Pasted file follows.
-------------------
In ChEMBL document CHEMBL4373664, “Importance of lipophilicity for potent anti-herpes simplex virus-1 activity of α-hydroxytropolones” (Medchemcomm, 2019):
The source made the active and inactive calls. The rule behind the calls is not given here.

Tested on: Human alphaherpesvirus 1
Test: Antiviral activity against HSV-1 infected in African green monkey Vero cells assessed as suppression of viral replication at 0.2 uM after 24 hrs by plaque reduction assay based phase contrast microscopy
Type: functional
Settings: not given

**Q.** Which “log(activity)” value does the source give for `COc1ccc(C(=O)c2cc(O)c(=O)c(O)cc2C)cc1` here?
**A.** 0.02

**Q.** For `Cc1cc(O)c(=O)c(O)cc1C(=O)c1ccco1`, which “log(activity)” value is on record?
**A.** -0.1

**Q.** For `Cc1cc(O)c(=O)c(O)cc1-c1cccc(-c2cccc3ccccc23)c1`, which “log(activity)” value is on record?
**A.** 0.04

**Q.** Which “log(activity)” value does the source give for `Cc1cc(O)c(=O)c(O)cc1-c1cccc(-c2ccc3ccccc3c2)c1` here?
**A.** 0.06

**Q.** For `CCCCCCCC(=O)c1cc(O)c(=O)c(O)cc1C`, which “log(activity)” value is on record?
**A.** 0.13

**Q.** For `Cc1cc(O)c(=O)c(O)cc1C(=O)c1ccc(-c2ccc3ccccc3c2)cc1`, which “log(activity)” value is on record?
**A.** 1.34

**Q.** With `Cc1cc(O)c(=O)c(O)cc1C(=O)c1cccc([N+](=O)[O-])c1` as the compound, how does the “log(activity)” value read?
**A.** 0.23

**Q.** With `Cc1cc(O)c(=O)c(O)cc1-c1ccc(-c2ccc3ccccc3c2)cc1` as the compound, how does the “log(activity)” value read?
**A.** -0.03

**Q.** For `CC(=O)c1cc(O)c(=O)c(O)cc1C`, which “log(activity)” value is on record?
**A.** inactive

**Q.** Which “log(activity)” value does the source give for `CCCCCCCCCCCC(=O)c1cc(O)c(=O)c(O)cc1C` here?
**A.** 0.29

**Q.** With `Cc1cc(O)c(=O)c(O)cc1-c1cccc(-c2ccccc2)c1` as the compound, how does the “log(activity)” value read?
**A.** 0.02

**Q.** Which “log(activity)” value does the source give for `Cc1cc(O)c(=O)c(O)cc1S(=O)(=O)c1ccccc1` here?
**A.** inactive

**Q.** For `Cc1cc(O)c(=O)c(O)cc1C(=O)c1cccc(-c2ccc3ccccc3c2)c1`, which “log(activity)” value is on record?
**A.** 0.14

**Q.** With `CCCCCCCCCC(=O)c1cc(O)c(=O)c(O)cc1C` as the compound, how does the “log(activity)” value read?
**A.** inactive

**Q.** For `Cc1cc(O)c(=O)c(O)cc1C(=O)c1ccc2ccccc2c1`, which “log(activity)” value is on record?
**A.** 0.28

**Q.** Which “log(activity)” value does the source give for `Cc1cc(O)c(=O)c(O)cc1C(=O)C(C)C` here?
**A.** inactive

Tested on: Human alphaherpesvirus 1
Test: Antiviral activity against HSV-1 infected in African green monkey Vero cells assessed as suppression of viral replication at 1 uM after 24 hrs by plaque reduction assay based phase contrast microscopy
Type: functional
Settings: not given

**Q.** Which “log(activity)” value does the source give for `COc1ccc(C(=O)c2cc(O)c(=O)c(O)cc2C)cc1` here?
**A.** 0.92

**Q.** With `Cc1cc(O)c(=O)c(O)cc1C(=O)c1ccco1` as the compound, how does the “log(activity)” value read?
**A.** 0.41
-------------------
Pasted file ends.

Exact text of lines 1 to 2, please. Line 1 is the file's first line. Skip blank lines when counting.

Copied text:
In ChEMBL document CHEMBL4373664, “Importance of lipophilicity for potent anti-herpes simplex virus-1 activity of α-hydroxytropolones” (Medchemcomm, 2019):
The source made the active and inactive calls. The rule behind the calls is not given here.